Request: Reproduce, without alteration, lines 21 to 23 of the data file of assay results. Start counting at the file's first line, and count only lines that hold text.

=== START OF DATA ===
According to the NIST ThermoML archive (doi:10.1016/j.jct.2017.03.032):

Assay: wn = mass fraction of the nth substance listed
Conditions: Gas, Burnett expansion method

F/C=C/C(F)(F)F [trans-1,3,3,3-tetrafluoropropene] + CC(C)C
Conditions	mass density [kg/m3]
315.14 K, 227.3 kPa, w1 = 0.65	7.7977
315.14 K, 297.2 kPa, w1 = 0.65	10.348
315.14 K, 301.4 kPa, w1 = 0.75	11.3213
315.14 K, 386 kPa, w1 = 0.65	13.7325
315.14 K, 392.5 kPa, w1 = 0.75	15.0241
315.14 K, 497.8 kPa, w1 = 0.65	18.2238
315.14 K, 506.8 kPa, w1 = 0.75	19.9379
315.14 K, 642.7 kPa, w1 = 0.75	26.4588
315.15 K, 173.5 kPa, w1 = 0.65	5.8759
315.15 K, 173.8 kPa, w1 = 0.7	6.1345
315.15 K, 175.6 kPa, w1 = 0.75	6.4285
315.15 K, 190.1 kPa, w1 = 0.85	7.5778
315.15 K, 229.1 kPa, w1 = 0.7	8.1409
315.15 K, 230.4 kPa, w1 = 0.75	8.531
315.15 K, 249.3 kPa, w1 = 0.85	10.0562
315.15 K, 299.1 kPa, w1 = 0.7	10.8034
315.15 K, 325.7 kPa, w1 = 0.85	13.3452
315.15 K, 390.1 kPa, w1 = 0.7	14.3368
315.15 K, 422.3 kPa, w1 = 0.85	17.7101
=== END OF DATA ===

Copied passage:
315.15 K, 299.1 kPa, w1 = 0.7	10.8034
315.15 K, 325.7 kPa, w1 = 0.85	13.3452
315.15 K, 390.1 kPa, w1 = 0.7	14.3368